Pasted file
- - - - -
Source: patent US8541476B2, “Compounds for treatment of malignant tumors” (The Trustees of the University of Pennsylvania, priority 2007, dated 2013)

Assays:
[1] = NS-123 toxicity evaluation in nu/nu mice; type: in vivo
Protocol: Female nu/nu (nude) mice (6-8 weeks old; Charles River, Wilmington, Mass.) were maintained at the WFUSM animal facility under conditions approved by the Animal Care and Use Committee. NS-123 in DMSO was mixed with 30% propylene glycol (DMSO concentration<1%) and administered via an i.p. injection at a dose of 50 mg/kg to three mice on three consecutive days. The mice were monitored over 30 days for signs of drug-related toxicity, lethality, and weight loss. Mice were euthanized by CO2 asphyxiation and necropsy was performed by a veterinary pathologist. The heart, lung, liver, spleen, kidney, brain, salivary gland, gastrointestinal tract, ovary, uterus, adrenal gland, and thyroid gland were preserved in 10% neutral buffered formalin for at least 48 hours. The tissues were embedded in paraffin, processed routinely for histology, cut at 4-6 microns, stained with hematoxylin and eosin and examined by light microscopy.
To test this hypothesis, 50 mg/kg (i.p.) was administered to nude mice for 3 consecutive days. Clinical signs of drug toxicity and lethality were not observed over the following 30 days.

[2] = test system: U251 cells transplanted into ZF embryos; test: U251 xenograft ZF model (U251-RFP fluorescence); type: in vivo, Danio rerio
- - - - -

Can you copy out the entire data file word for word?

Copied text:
Source: patent US8541476B2, “Compounds for treatment of malignant tumors” (The Trustees of the University of Pennsylvania, priority 2007, dated 2013)

Assays:
[1] = NS-123 toxicity evaluation in nu/nu mice; type: in vivo
Protocol: Female nu/nu (nude) mice (6-8 weeks old; Charles River, Wilmington, Mass.) were maintained at the WFUSM animal facility under conditions approved by the Animal Care and Use Committee. NS-123 in DMSO was mixed with 30% propylene glycol (DMSO concentration<1%) and administered via an i.p. injection at a dose of 50 mg/kg to three mice on three consecutive days. The mice were monitored over 30 days for signs of drug-related toxicity, lethality, and weight loss. Mice were euthanized by CO2 asphyxiation and necropsy was performed by a veterinary pathologist. The heart, lung, liver, spleen, kidney, brain, salivary gland, gastrointestinal tract, ovary, uterus, adrenal gland, and thyroid gland were preserved in 10% neutral buffered formalin for at least 48 hours. The tissues were embedded in paraffin, processed routinely for histology, cut at 4-6 microns, stained with hematoxylin and eosin and examined by light microscopy.
To test this hypothesis, 50 mg/kg (i.p.) was administered to nude mice for 3 consecutive days. Clinical signs of drug toxicity and lethality were not observed over the following 30 days.

[2] = test system: U251 cells transplanted into ZF embryos; test: U251 xenograft ZF model (U251-RFP fluorescence); type: in vivo, Danio rerio